Denis Law collects honorary degree as he returns to Aberdeen to open Cruyff Court

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Footballing legend Denis Law was back in his home city for a double celebration – as well as restocking his cupboards with butteries and pies!

The Aberdeen-born star officially opened the Cruyff Court on Catherine Street before heading across the city to pick up an honorary degree at Robert Gordon University.

He joked: “It’s nice being back home. Don’t forget I’ll be going back with some rolls, pies and black pudding loaded into the back of the car without a doubt.

“They don’t do anything like that down in England.”

Hailed as the first of its kind in Scotland, the Cruyff Court in the city centre has been created in partnership with the Cruyff Foundation and Postcode Lottery and aims to provide access to a wide range of sport and events, including freestyle football, street hockey, dance and art.

The concept was devised by Dutch footballing legend Johan Cruyff and it was designed with the help of Communication Design and Architecture students at RGU.

The former Manchester United star said: “It really is lovely to be associated with such a great player as Johan Cruyff.

“When we were young you played in the street.

“There were no cars in the road so we were able to play but a lamppost was one of the goalposts and a jacket was the other, that was if you had a jacket.

“Not many people had a jacket in those days.

“Now there are fantastic facilities for kids and hopefully in a few years time we’ll get one of them playing for Aberdeen, and maybe at the same time or a little bit after playing for Scotland.

“For this area to breed some really good players, this is ideal.”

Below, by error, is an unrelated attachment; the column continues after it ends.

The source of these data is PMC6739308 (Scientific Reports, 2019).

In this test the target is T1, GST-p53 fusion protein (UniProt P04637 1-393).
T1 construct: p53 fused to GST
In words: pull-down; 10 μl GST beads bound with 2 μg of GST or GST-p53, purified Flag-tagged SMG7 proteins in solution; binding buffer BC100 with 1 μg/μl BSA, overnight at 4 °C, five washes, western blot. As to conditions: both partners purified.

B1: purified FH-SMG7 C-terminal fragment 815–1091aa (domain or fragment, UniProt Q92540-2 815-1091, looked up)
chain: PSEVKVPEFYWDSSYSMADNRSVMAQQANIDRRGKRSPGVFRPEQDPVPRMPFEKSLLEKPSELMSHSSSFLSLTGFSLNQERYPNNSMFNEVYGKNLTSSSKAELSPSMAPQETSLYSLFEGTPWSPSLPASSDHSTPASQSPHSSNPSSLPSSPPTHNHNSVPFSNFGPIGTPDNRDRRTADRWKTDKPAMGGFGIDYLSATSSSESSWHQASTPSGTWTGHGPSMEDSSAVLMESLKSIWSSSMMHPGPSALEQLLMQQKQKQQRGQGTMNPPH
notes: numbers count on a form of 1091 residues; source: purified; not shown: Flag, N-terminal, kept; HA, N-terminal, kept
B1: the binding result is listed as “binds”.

The Denis Law Legacy Trust was established in his honour to empower young people to be confident, capable and responsible citizens in their own communities.

He stays true to his North-east roots, supporting and endorsing Streetsport, an initiative run by The Denis Law Legacy Trust and RGU in partnership with Police Scotland and the Scottish Fire and Rescue Service, aiming to reduce instances of youth crime and antisocial behaviour.

Denis received his honorary degree of doctor of laws at the university in recognition of his achievements throughout his football career and his work with the trust.

He said: “It’s nice, the people who give these awards must have good memories because it’s quite a long time ago since I was playing. It’s lovely to come back to my home city.

“The fact is the children are able to play in areas like this, that’s the good thing obviously, rather than the streets. For kids who really want to play sport whatever it is, but hopefully football, this will be great for them.”

Denis will be returning to the Granite City later this year, when he will be bestowed with the freedom of the city.

He said: “I’m not sure what it will mean. I’m hoping it’s a bus ride down Union Street. I’m doing that a bit later in the year. It would be nice to not pay the bus fare.”

Principal and vice-chancellor of RGU Professor von Prondzynski said: “Denis Law has been an inspiration throughout his distinguished football career and he continues to achieve tremendous results through his work with The Denis Law Legacy Trust.

“He has maintained close links with the North-east and the university is immensely proud of the success of the Streetsport initiative, which was founded with The Denis Law Legacy Trust on our shared belief in investing in young people and helping them harness their energy to reach their full potential.”

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